Kishtwari written in Takri and Urdu Script.png
Native toJammu and Kashmir
Native speakers
39,748[1][2] (2011 census)
Language codes
ISO 639-3

Kishtwari or Kashtwari is a highly divergent and conservative dialect of the Kashmiri language, with strong influences from the Pahari language, spoken in Kishtwar district in Jammu and Kashmir, India. Kishtwari has been classified as a dialect of Kashmiri by scholars such as George Abraham Grierson. It is one of the two main allegedly Kashmiri dialects that are spoken outside of the Kashmir Valley (the other being Poguli).[3][4]


Grierson, in his Linguistic Survey of India, classified Kishtwari as a highly divergent variety of Kashmiri that had been profoundly influenced by neighbouring Punjabi and Pahari languages.[5] Grierson noted that Kishtwari is more conservative in certain aspects than other Kashmiri dialects, as evidenced by the retention of subject pronoun thu, in addition to the present participle an, features that have disappeared in Standard Kashmiri. A wordlist and preliminary grammatical sketch of Kishtwari were compiled in The Languages of the Northern Himalayas.[6]

The 1911 Census of India recorded 7,464 speakers of Kishtwari.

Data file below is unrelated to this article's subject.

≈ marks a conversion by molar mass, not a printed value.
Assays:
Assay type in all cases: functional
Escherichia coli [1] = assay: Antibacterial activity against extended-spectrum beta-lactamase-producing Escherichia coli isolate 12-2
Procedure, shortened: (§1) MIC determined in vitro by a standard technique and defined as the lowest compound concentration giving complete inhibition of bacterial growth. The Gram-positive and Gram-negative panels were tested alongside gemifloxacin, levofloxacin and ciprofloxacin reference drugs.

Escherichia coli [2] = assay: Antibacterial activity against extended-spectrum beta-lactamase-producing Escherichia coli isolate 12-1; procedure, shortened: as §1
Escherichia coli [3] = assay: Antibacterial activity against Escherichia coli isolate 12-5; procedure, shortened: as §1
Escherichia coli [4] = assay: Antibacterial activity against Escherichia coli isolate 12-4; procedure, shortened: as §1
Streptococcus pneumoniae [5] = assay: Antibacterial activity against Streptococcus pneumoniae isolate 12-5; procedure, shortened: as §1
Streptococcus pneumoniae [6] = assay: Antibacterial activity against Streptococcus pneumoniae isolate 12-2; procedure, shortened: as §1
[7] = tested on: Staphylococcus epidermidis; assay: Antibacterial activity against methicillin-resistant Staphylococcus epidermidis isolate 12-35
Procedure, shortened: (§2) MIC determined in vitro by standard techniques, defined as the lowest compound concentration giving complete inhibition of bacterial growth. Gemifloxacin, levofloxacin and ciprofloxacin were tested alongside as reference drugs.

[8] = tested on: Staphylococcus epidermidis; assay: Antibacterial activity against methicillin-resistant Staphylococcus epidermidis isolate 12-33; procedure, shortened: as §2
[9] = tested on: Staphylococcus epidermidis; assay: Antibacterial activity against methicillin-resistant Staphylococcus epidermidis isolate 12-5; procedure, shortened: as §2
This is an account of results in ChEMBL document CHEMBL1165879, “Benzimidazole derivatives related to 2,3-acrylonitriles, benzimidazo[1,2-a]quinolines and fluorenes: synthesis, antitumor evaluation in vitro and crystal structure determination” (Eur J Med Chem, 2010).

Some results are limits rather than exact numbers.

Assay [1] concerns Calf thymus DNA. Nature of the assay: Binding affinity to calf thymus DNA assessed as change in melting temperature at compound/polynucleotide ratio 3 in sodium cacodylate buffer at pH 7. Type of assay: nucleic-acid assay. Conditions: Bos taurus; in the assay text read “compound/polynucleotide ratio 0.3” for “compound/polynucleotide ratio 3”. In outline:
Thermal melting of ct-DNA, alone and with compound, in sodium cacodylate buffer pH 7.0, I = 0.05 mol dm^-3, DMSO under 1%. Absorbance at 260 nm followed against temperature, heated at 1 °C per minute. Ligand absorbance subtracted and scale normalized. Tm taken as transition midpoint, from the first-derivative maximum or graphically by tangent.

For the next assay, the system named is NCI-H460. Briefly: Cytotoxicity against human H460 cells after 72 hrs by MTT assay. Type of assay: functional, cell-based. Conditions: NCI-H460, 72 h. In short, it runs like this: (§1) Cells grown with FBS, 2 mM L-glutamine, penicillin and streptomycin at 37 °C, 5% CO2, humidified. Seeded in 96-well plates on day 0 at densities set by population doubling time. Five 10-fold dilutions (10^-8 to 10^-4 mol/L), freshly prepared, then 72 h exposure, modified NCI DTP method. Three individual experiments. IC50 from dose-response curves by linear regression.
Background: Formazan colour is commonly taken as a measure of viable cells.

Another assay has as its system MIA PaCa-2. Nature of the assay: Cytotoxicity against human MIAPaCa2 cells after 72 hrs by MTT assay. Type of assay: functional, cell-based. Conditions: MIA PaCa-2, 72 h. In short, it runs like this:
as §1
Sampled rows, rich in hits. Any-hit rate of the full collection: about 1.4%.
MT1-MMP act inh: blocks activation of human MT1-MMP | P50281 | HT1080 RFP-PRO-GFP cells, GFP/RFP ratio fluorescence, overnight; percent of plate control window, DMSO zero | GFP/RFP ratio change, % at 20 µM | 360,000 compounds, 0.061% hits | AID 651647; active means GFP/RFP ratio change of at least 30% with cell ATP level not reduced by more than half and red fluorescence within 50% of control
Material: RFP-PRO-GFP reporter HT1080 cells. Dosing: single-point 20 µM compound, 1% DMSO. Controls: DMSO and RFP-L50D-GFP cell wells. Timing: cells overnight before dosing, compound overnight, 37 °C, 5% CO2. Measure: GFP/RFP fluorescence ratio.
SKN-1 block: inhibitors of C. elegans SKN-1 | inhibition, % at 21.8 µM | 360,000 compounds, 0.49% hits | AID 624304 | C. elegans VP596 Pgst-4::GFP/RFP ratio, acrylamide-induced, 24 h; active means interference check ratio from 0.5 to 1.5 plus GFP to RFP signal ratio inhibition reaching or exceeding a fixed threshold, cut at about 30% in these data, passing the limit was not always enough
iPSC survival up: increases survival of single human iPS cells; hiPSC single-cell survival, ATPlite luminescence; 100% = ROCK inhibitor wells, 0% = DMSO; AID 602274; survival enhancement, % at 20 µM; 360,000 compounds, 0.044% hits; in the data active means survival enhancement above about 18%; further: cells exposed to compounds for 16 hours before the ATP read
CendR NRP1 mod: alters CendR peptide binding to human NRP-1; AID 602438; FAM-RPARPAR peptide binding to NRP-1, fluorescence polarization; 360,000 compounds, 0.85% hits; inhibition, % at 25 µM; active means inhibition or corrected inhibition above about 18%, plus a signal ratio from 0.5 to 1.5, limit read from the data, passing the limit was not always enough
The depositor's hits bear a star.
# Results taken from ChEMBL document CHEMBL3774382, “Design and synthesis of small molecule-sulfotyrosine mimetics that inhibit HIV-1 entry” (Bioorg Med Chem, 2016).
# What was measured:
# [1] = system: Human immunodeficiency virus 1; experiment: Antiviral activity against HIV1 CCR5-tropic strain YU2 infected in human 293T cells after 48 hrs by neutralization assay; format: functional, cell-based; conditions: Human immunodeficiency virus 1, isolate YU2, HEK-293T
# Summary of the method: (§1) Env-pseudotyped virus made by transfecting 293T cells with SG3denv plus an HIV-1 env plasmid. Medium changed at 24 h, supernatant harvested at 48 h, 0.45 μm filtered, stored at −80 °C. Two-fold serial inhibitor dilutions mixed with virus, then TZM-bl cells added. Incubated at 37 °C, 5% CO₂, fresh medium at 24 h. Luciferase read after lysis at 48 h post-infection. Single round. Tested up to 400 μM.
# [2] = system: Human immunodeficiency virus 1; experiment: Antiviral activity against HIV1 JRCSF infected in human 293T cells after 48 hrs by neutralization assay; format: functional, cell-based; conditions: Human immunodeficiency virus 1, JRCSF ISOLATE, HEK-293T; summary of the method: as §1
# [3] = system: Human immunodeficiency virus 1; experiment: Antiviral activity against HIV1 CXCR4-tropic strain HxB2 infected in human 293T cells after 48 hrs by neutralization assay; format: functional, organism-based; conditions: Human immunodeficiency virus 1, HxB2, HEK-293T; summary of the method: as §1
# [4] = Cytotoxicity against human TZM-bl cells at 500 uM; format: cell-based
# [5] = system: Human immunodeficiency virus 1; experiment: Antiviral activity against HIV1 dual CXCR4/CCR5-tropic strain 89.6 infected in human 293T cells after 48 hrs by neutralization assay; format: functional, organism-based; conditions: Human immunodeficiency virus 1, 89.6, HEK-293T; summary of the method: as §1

Grierson remarks that an idiosyncratic variant of Takri is used to write the Kishtwari language; as well as observing that there does not appear to be standard spelling nor a consistent orthography.

Specimen in Kashtwari language from Grierson's LSI Vol. VIII, Pt. II, page 386
Specimen in Kashtwari language from Grierson's LSI Vol. VIII, Pt. II, page 386


  1. ^ CENSUS OF INDIA 2011. "LANGUAGE" (PDF). Government of India. p. 7.
  2. ^ "C-16 Population By Mother Tongue". Census of India 2011. Office of the Registrar General.
  3. ^ Sheikh, Aejaz Mohammed; Kuchey, Sameer Ahmad (2014). "Kishtwari". Indian linguistics. 75 (3–4): 55–66. ISSN 0378-0759.
  4. ^ Mahapatra, B. P. (1989). Constitutional languages. Presses Université Laval. p. 270. ISBN 978-2-7637-7186-1.
  5. ^ Grierson, George Abraham Grierson. Linguistic Survey of India. Vol. 8. pp. 344–383.
  6. ^ Bailey, Thomas Grahame. Languages of the Northern Himalayas. pp. 61–70.